The conference in Mosul, Nineveh Province, was broken down into 5 sessions, during which members of the reconstruction fund and other officials discussed challenges facing the reconstruction process.
More than a year after the defeat of ISIS in Nineveh’s provincial capital city of Mosul, a conference has been held to coordinate the future of reconstruction projects in the region. The conference, which was sponsored by the Reconstruction Fund for the Areas Affected by Terrorist Operations and the Nineveh Consultancy Centre, was convened to help further facilitate the housing of returning residents through the reconstruction of housing.
“We provided reconstruction projects which we started in 2016 in Nineveh Province, in addition to the [reconstruction] projects of 2018,” said Mustafa al-Hiti, President of the Reconstruction Fund. “We estimated the federal budget for 2016, 2017 and 2018 at about 75 billion [US] dollars.”
In addition to the reconstruction of housing, the conference focused on the rebuilding of strategic infrastructure, such as bridges, electricity distribution and water supply. The restoration of these provisions are of equal importance to the building of new housing, without which the conditions will not be right for welcoming home displaced people from the province.
Al-Hiti announced a number of investments for Nineveh Province, which will be used to fund several large-scale reconstruction projects. However, the announcement was met with anger by some in the audience, who raised serious questions about the lack of activity on the ground and the level of destruction that still exists in much of Nineveh, including Mosul.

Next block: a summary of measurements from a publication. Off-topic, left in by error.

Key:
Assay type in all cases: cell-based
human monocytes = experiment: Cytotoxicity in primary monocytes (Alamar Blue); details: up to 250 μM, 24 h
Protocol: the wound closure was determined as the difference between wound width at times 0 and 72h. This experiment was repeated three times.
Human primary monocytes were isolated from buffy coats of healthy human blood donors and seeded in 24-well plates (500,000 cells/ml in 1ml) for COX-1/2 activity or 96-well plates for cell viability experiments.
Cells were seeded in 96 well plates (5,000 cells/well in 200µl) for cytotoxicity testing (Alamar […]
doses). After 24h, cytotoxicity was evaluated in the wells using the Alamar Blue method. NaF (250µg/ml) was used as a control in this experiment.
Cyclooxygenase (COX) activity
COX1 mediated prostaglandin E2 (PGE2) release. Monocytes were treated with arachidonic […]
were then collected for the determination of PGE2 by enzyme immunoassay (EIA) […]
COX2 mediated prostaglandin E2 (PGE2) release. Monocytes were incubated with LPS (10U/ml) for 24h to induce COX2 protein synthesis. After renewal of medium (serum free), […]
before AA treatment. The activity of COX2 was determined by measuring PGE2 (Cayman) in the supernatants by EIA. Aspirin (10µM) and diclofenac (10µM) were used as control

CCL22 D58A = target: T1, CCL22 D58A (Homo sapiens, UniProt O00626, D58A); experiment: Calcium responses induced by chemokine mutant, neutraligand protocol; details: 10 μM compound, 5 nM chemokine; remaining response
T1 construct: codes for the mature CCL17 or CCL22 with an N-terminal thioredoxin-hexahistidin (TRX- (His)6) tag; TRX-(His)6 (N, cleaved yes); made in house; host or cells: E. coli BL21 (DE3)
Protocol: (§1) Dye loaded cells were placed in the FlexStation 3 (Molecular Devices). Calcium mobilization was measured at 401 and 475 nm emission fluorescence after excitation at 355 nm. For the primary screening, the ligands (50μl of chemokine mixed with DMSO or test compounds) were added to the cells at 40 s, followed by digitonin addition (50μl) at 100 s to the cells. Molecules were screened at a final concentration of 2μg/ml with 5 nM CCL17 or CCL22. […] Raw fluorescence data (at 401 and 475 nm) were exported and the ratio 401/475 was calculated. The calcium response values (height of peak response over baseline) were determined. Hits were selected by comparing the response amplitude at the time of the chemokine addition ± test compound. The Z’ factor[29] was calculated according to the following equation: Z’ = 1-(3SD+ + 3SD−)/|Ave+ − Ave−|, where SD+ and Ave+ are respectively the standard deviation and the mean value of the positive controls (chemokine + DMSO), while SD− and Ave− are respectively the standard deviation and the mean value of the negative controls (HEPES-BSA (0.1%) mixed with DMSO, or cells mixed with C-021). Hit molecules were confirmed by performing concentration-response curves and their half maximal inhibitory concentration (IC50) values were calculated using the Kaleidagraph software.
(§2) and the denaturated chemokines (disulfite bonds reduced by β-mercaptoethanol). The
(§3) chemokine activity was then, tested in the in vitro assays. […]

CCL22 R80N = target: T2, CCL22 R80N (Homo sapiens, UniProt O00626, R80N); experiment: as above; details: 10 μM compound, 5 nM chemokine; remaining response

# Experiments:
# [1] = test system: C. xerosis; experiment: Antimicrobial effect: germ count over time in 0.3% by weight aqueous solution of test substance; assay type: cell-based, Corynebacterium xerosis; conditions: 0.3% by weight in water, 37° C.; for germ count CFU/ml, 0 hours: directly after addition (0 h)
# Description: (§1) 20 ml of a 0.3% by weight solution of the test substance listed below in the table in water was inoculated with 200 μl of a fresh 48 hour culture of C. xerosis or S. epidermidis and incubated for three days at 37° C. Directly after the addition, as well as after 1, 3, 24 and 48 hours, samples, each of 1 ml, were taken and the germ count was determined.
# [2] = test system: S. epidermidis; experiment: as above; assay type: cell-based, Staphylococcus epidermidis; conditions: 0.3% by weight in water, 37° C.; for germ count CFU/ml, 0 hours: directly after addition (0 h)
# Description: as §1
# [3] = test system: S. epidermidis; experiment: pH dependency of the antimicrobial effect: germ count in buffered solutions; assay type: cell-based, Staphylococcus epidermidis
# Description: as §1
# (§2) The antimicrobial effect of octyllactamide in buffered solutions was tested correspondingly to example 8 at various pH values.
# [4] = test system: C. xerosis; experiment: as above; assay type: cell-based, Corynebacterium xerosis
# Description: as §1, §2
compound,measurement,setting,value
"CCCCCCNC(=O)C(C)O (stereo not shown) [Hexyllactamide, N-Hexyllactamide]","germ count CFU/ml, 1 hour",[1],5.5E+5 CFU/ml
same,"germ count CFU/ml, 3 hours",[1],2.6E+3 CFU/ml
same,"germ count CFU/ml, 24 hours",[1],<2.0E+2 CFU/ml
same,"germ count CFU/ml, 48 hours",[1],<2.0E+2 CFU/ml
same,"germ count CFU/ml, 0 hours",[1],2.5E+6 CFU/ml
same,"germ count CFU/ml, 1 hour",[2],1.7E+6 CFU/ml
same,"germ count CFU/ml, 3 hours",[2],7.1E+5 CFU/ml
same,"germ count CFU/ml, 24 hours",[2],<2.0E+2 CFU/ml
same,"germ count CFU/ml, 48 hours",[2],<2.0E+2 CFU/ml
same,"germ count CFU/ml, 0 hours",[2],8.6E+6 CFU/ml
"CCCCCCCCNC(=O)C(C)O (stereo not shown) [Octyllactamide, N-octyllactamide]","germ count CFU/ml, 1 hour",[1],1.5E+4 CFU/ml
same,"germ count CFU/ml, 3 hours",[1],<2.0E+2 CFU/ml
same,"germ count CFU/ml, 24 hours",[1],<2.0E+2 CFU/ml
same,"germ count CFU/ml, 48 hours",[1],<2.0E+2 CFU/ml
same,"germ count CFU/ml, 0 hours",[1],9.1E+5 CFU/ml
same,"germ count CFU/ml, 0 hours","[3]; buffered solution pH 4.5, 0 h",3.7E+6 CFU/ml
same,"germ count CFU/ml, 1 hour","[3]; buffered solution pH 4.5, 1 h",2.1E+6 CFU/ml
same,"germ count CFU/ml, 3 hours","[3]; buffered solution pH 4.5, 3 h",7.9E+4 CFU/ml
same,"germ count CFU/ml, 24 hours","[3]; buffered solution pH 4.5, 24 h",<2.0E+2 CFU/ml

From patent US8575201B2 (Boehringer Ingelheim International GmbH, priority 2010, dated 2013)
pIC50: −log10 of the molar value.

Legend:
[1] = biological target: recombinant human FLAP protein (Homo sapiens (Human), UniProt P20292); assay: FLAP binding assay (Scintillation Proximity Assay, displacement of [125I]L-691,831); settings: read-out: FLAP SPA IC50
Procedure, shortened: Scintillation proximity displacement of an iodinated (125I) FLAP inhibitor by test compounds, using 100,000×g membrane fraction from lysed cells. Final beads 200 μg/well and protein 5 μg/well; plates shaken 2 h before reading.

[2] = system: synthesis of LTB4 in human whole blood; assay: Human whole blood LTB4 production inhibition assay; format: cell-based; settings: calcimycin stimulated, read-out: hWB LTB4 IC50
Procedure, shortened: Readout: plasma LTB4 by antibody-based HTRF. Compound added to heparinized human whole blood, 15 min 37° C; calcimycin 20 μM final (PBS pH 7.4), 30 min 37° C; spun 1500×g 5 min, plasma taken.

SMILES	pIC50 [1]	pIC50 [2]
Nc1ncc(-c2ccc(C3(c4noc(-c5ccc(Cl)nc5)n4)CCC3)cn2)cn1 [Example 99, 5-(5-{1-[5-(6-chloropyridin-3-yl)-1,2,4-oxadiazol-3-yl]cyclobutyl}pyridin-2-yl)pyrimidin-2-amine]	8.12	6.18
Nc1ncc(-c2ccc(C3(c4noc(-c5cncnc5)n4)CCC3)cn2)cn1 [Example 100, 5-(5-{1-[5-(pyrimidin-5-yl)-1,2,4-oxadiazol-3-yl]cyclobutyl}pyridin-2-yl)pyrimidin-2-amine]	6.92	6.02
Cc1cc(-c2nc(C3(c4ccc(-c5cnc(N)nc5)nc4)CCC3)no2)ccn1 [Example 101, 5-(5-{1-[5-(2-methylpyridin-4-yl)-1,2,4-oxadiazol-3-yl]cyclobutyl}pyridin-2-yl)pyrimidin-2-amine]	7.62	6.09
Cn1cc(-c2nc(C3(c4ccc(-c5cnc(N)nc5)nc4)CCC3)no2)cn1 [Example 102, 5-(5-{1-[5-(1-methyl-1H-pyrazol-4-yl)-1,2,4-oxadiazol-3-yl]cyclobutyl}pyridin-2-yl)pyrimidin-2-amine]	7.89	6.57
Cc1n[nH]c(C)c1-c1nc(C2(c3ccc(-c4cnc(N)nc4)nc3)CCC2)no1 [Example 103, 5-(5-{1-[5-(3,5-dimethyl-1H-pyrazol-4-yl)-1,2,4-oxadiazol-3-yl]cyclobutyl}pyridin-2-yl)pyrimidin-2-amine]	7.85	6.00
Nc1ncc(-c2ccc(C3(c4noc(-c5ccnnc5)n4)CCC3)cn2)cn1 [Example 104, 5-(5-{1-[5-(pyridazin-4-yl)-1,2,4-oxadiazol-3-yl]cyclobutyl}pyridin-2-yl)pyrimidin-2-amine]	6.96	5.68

“We heard large numbers and big projects,” said Mohammed Jhusub, a political activist. “If we want to make sure of these numbers [of investments], we have to go and look at western Mosul, which is less than 200 metres away. He talked about huge numbers for 40 minutes. Where are these projects?”
Western Mosul, which includes Mosul’s Old City, was the location of some of the most bitter fighting between ISIS and the Iraqi Security Forces, which some described as the most intense urban battle since World War Two. As a result of this, the destruction in western Mosul was much more widespread and severe than the level of damage to the eastern half.
Although reconstruction of Mosul is underway, with a number of foreign investors pledging to support the work, some residents have deemed its progress to be moving too slowly. Subsequently, reconstruction was a major topic in the recent May National Elections. The ability for the residents of Nineveh Province, including Mosul, to be able to trust Iraqi Government Officials once again is pinned on their ability to transform the city back to its pre-ISIS condition.